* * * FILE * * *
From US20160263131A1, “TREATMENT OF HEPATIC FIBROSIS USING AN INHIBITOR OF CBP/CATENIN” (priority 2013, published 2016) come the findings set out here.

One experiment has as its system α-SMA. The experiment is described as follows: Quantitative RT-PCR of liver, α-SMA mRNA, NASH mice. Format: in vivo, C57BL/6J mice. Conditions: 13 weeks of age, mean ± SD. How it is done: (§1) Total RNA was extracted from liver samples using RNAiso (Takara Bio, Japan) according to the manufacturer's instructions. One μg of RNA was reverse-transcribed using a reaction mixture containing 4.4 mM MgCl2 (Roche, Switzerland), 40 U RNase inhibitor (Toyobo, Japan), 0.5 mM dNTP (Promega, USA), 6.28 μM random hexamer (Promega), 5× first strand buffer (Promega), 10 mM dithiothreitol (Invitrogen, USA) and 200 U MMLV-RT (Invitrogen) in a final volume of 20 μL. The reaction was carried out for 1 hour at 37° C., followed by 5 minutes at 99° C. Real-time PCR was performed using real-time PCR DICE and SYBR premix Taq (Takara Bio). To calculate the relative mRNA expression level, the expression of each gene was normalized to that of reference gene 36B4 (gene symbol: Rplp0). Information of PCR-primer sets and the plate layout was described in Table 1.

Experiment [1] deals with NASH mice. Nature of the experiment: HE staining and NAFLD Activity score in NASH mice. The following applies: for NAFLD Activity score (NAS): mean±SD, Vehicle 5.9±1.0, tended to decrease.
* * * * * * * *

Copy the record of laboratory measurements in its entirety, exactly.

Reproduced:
From US20160263131A1, “TREATMENT OF HEPATIC FIBROSIS USING AN INHIBITOR OF CBP/CATENIN” (priority 2013, published 2016) come the findings set out here.

One experiment has as its system α-SMA. The experiment is described as follows: Quantitative RT-PCR of liver, α-SMA mRNA, NASH mice. Format: in vivo, C57BL/6J mice. Conditions: 13 weeks of age, mean ± SD. How it is done: (§1) Total RNA was extracted from liver samples using RNAiso (Takara Bio, Japan) according to the manufacturer's instructions. One μg of RNA was reverse-transcribed using a reaction mixture containing 4.4 mM MgCl2 (Roche, Switzerland), 40 U RNase inhibitor (Toyobo, Japan), 0.5 mM dNTP (Promega, USA), 6.28 μM random hexamer (Promega), 5× first strand buffer (Promega), 10 mM dithiothreitol (Invitrogen, USA) and 200 U MMLV-RT (Invitrogen) in a final volume of 20 μL. The reaction was carried out for 1 hour at 37° C., followed by 5 minutes at 99° C. Real-time PCR was performed using real-time PCR DICE and SYBR premix Taq (Takara Bio). To calculate the relative mRNA expression level, the expression of each gene was normalized to that of reference gene 36B4 (gene symbol: Rplp0). Information of PCR-primer sets and the plate layout was described in Table 1.

Experiment [1] deals with NASH mice. Nature of the experiment: HE staining and NAFLD Activity score in NASH mice. The following applies: for NAFLD Activity score (NAS): mean±SD, Vehicle 5.9±1.0, tended to decrease.